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We will become mosquito breeders for this project. During the season when mosquitos are breeding, we'll leave a jar of water outside where it won't be disturbed. Each day we will check it to see if there are little "wigglers" in the water. Some will be hanging from the surface of the water, and some will be moving through the water. The jar must have a screen immediately. A folded piece of cheesecloth (we can get it from the janitor) will fit over the top and can be secured with a sturdy rubber band.

Mosquito wigglers don't have gills, and so they need to come to the surface of the water to get air. (We will make sure that the water doesn't go all the way to the top of the jar; otherwise we couldn't get a good view of the surface.)

For this project, we will count the times a wiggler comes to the surface for air, in one minute, and note the amount of time (in seconds) that that wiggler stays under the water.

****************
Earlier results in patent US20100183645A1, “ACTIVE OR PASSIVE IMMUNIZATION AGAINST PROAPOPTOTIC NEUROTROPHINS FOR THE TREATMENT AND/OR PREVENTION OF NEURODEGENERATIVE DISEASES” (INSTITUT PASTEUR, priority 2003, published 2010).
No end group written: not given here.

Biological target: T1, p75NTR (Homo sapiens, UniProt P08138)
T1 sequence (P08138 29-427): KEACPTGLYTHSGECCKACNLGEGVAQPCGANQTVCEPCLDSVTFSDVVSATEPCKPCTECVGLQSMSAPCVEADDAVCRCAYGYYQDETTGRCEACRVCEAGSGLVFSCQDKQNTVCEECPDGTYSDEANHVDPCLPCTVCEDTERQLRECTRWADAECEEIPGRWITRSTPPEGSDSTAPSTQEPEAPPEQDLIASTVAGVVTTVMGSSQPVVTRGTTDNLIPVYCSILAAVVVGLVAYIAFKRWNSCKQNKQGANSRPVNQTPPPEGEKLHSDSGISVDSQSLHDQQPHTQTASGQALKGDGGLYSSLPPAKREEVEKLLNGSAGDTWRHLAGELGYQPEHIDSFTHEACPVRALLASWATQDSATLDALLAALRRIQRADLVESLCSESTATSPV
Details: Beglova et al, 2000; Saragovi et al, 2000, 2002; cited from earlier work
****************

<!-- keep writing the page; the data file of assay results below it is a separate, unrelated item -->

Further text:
We can see that the wiggler hangs upside down in the water, and leaves his air tube just above the surface of the water.


Next, we will catch a large insect and look at it with a magnifying glass. Real scientists call this a "hand lens" because it is like a microscope, but you hold it in your hand, rather than placing that which you want to see onto a slide to view through a real microscope. We can look along the sides of the insect's body and find the openings there. These openings lead to tubes that go into the insect's body. Oxygen goes into the tubes, slowly, and then into the insect's bloodstream. They don't have to breathe, like we do. This system of getting oxygen is a characteristic of insects.

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